The Idea of May Day on the March: By Rosa Luxemburg
May Day, or International Workers’ Day, has commemorated the struggles of the working class against capitalists since the late 19th century. It was first officially recognized in honour of the 1886 Haymarket riot in Chicago, which was prompted by police killing 2 workers who were striking for an 8 hour work day. The riot resulted in the deaths of 7 police officers and the hasty execution of a number of labour activists who were not given a fair trial.
For this month’s Our Legacies column, we are publishing an article that revolutionary Rosa Luxemburg wrote, published in Liepziger Volkszeitung (Liepzig People’s Newspaper) on April 30, 1913.
We chose this article because, 108 years later, Luxemburg’s observations on imperialism and economic crises feels relevant to our current situation. With China’s economic power seemingly threatening Western imperialist nations, we feel that revolutionary movements must foreground an anti-imperialist analysis, rather than fighting for reforms that will only benefit some portions of the world’s working classes, while naturalizing the ongoing exploitation of others.
The history of Mayday is lodged within a history that defines class struggle as predominantly the terrain of European, industrial, working men. That’s not how we think of class. We think of the working class as including everyone who is forced to sell their labour power to survive – including those who are punished with extreme poverty and police violence for not selling their labor power in capitalist markets, those who work in unwaged industries like housework, and those who work in illicit and criminalized socially reproductive industries like sex work and drug trades. And we consider Indigenous peoples to be outside of class society but – like working class people – oppressed by capitalist power in the form of colonial dispossession. We are saying that Mayday’s history is ours.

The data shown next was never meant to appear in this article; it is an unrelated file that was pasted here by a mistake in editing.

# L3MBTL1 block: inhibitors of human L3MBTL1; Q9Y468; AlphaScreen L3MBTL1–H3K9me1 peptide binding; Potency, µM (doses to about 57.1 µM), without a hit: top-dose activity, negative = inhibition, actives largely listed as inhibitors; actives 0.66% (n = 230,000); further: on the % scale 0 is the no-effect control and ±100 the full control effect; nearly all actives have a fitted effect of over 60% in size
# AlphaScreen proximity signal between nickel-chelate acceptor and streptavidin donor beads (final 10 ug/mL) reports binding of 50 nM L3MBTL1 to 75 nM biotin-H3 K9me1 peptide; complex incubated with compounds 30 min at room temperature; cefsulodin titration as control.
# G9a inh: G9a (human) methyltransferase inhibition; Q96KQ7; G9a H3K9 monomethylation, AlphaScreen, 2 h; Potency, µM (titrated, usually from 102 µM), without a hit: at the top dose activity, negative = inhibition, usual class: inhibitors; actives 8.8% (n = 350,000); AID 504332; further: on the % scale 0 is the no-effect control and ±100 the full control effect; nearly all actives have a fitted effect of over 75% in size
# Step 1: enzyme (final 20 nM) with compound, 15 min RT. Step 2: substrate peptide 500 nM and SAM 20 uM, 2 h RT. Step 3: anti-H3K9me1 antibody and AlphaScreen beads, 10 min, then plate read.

We can claim Mayday for the groups that – as Karl Marx argued in Capital – move the machinery that capitalism makes of all of social relations because history is not a thing that happened in the past; history is made by remembering. By claiming it, what was an industrial workers’ history becomes a history of service workers, unwaged workers, and colonized people who fight to the death against the raw violence of capitalist power. And by claiming Mayday, we write into the history, we shine a light on the precarious and temporary and unwaged workers of 1913 and the colonial violence that drags stolen wealth into the insatiable maw of capitalist industry. We have an opportunity to feel that we, today, are not alone – we join Our Legacies and continue their work.